Inspired by a 1928 orchestral composition by George Gershwin, MGM's classic 1951 musical An American In Paris starred Gene Kelly as an American ex-GI who remains in Paris after the war to become an artist, and falls for a gamine Parisienne played by a nineteen year old Leslie Caron, who Kelly had spotted performing with the Ballets des Champs-Élysées two years previously. Following the devastation and trauma of the Second World War, producer Arthur Freed and director Vincente Minelli aimed to bring an all-singing all-dancing celebration of Technicolor joie de vivre back to the silver screen, sparing no expense with lavish sets and costumes and a crowning 17-minute ballet sequence costing a staggering half a million dollars. The post-war optimism paid off and the musical was a huge success, earning eight Academy Award nominations and winning six, including Best Picture. Gene Kelly was awarded an honorary Oscar for his brilliant achievements in the art of choreography on film.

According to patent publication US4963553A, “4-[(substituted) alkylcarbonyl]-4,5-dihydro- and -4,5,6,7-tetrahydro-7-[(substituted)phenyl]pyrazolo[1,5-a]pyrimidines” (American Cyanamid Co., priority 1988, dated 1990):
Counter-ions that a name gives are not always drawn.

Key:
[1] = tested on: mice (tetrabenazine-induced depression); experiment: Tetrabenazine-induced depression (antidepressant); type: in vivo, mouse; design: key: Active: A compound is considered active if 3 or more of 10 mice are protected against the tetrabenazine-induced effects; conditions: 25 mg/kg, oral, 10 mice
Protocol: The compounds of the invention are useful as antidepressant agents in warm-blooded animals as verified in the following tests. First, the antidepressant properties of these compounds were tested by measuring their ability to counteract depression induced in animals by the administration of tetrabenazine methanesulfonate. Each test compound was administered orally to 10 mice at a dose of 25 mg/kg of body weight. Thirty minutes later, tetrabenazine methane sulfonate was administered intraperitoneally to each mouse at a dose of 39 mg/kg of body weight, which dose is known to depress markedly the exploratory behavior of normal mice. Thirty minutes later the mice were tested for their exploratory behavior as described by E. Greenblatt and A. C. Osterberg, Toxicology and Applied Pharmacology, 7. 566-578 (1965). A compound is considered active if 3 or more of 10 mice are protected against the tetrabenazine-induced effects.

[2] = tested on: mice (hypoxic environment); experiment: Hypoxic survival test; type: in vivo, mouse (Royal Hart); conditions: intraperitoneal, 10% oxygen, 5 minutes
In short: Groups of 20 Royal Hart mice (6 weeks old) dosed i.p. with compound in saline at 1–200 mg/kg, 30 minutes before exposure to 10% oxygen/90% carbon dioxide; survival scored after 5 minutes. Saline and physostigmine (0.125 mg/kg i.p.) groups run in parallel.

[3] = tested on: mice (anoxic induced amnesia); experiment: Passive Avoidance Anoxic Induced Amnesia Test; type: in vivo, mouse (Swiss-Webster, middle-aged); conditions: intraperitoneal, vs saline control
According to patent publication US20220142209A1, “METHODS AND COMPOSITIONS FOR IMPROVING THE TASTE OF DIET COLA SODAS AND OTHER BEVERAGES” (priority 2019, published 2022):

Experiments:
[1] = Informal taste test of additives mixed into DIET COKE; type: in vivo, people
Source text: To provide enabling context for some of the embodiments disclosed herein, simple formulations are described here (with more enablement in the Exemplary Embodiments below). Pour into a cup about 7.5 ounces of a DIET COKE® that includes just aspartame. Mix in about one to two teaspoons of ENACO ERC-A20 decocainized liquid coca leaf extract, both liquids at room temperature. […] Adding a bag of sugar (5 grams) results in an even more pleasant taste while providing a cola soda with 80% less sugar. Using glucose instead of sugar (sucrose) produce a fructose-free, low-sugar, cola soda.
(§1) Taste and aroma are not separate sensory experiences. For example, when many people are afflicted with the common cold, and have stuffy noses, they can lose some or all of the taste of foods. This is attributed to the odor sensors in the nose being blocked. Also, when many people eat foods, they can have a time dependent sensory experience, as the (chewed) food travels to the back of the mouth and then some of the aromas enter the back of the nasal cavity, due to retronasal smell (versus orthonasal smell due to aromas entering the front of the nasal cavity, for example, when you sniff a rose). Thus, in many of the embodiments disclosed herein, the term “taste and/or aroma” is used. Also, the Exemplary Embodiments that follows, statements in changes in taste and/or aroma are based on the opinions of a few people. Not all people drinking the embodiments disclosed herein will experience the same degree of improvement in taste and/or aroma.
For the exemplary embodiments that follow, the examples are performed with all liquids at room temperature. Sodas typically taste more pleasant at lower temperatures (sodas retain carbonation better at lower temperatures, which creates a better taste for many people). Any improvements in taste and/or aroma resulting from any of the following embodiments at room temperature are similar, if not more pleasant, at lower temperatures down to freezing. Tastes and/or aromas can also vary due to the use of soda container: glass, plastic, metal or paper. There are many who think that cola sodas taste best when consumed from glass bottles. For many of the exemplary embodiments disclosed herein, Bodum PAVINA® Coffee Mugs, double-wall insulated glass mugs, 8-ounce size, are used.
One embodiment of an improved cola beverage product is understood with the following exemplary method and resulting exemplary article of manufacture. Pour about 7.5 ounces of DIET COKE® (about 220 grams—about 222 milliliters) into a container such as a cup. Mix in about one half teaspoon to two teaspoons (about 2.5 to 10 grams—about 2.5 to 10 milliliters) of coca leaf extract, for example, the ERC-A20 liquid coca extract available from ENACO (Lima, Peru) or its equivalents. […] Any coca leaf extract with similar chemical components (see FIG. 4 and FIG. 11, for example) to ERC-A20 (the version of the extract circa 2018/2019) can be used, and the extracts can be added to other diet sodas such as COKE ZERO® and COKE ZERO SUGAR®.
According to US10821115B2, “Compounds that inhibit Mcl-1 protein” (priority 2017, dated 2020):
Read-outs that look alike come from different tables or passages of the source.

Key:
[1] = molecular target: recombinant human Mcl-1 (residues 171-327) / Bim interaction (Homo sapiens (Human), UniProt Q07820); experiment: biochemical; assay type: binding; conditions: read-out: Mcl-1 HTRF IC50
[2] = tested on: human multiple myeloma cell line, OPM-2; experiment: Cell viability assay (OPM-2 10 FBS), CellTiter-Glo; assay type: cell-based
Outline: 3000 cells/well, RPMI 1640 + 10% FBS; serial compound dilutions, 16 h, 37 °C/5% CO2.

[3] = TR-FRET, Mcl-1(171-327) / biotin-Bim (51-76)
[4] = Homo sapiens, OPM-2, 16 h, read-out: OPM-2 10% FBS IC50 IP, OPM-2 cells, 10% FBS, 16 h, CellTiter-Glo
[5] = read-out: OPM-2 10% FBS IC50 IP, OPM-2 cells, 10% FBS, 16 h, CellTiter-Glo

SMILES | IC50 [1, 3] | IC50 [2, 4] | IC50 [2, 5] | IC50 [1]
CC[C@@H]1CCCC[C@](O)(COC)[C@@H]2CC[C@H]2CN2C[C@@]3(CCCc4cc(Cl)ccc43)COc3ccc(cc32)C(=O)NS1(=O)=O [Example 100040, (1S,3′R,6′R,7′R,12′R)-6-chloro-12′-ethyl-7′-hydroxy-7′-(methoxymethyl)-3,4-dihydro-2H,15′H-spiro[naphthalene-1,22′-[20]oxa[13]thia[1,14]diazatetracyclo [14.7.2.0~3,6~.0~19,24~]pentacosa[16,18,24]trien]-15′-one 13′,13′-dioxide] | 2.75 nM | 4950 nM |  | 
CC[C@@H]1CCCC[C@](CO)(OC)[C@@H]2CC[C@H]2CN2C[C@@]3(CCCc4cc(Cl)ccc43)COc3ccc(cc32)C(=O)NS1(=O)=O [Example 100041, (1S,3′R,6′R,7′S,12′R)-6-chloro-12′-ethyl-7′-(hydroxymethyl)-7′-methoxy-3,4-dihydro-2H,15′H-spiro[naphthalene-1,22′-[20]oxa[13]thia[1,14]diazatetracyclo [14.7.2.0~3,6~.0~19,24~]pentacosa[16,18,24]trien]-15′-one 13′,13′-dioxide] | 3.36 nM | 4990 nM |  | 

Although Western films were shown during the Soviet era in the Communist Bloc, American publicity materials were banned, allowing the state-commissioned artists to operate with total creative freedom from the demands of the big Hollywood studios. Artist Waldemar Swierzy captured the romantic Parisian spirit and lush Technicolor cinematography of the movie with his superbly simple design for the first Polish release of the film, picturing a painterly Gene Kelly tip-tapping in the moonlight.
Conservation backed on linen. Prior to backing this poster had two vertical and two horizontal fold lines and minor nicks and tears to edges, the largest a 1 inch vertical tear to lower edge. Backing has smoothed the folds so that they are virtually invisible and light colour touching to nicks and tears at edges in black ground has diminished and improved their appearance for display. Image and colours otherwise excellent.